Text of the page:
20 October 2019
By Jonathan Powell
The obsession over the past few days with parliamentary manoeuvring has obscured the question of whether Boris Johnson’s Brexit agreement is a good deal or not and what its long-term consequences are.
Mr Johnson claims he has delivered a “great new deal” that everyone else said he couldn’t. In fact, it is neither great nor new. Mr Johnson switched from the scorched-earth approach advocated by Dominic Cummings, his principal adviser, to abruptly surrendering on nearly every point in order to meet his October 31 deadline. He has in essence ended up with Theresa May’s deal with some substantive changes on Northern Ireland we may all live to regret.
The prime minister says he has ditched the backstop. On the contrary he has accepted the substance of the original Northern Ireland-only backstop which Mrs May said, “no UK prime minister could ever accept”.
Moreover, he has changed it from being a fallback into the definitive future arrangement for Northern Ireland. He had to abandon his Heath Robinson-esque scheme of two borders, together with all the nonsense we have heard from Brexiters over the past three years about a magic technological answer to the border, and threw in for good measure Northern Ireland remaining in the EU for VAT purposes. Scarcely new, and hardly a triumph.
On consent, Mr Johnson rightly abandoned his initial proposal of giving the Democratic Unionist party a veto. But in the process he has driven a coach and horses through the provisions of the Good Friday Agreement by allowing a simple majority to decide whether the province stays in the single market and customs union. The system of cross-community agreement for major issues was built on the principle of “sufficient consensus” that requires a majority of both communities — nationalists and unionists — for a measure to be agreed, while ensuring a small minority could not block progress. Once you exempt one major issue from this rule, you risk undermining the very notion of power sharing enshrined in the Good Friday Agreement.
The DUP may seem outlandish to people in London, but they represent real concerns in Northern Ireland which should be taken seriously. Tony Blair’s first visit outside London when he became prime minister in 1997 was to the Balmoral agricultural show outside Belfast. In a speech there he ad-libbed that he did not expect to see a united Ireland in his lifetime. The DUP worry that this is no longer true. If you introduce a hard border in the Irish Sea — a border that will grow wider over time as Great Britain diverges from the EU in terms of regulations and tariffs — then it will be harder for the unionists to maintain their Britishness. And we have removed the brake of cross-community agreement that would allow them to stop progress down that slippery slope. That is why we have heard worrying noises from loyalist groups like the Ulster Volunteer Force and why Arlene Foster has been meeting with the Ulster Defence Association.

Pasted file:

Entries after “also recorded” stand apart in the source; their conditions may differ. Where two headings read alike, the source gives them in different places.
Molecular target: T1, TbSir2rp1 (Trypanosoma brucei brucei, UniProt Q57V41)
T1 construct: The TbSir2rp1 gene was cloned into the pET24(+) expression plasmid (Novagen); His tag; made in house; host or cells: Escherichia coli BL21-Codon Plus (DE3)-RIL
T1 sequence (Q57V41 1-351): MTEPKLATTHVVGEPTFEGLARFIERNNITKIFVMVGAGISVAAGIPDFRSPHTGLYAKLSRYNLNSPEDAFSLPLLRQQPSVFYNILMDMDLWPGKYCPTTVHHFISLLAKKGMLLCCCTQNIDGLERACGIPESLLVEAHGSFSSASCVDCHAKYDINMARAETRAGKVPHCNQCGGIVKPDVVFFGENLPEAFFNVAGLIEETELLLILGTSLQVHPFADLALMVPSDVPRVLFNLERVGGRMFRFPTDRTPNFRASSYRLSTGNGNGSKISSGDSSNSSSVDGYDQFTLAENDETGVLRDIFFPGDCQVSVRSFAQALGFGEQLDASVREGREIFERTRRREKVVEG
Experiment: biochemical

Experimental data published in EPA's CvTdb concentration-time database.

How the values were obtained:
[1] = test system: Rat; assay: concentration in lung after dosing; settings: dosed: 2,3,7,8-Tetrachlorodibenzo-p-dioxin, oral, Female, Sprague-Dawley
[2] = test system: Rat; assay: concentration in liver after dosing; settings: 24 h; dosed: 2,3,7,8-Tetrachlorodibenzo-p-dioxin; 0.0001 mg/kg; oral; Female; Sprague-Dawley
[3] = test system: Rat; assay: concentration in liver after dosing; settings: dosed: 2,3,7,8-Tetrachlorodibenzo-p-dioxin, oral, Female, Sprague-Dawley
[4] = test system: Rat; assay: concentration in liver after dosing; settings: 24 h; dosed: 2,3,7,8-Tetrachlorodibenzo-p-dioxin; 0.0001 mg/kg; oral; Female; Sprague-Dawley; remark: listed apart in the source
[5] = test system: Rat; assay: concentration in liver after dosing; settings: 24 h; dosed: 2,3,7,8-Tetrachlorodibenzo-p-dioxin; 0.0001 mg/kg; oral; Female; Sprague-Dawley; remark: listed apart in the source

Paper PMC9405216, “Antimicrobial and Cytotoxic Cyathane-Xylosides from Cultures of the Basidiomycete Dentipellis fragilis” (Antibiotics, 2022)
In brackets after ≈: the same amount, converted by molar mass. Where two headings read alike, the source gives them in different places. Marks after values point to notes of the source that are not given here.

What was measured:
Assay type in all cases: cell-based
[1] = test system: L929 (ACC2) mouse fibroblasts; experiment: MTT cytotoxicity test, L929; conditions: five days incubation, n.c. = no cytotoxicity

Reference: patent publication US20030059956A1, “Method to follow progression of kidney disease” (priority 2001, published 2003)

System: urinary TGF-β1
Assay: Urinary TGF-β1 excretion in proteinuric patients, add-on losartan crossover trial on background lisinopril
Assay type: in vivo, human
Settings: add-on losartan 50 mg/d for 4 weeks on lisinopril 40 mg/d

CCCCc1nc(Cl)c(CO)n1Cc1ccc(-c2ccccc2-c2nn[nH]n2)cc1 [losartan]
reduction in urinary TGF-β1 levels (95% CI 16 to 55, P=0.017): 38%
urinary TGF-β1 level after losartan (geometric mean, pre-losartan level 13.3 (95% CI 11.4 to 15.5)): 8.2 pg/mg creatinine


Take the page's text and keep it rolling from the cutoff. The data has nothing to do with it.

The DUP may well be right in their fears. The poll numbers have already begun to move towards greater acceptance of a united Ireland during the Brexit process as Catholic voters who traditionally supported remaining in the UK drift to remaining in the EU. It seems likely, for demographic and other reasons, those numbers will continue to grow. Paradoxically Mr Johnson and Brexit may have done more for a united Ireland than the IRA ever did.
The fact that the Irish government and the EU have managed to prevent Mr Johnson’s proposed hard customs border in Northern Ireland, which would have posed a fundamental threat to the Good Friday Agreement, is welcome and enormously important. But the DUP have a strong case when they argue that he has instead undermined the other aspects of the agreement through his deal. That is the reason why they are supported by the more moderate Ulster Unionist party and even the cross-community Alliance party in this complaint.
The deal we have ended up with means a soft Brexit for Northern Ireland and a hard Brexit for the rest of the UK. In these circumstances it would be understandable if Scotland demanded the same treatment as Northern Ireland, since it had a similar majority for Remain in the referendum. When that is rejected by the Conservative government, and it refuses a further referendum, the support for independence will continue to grow.
This Trumpian “great new deal” will therefore not just take Britain out of the EU, but may also mark the end of the union, leaving a Little Englander government ruling a Little England.
The writer was Tony Blair’s chief of staff from 1995-2007.
You can access the full article on the Financial Times website here.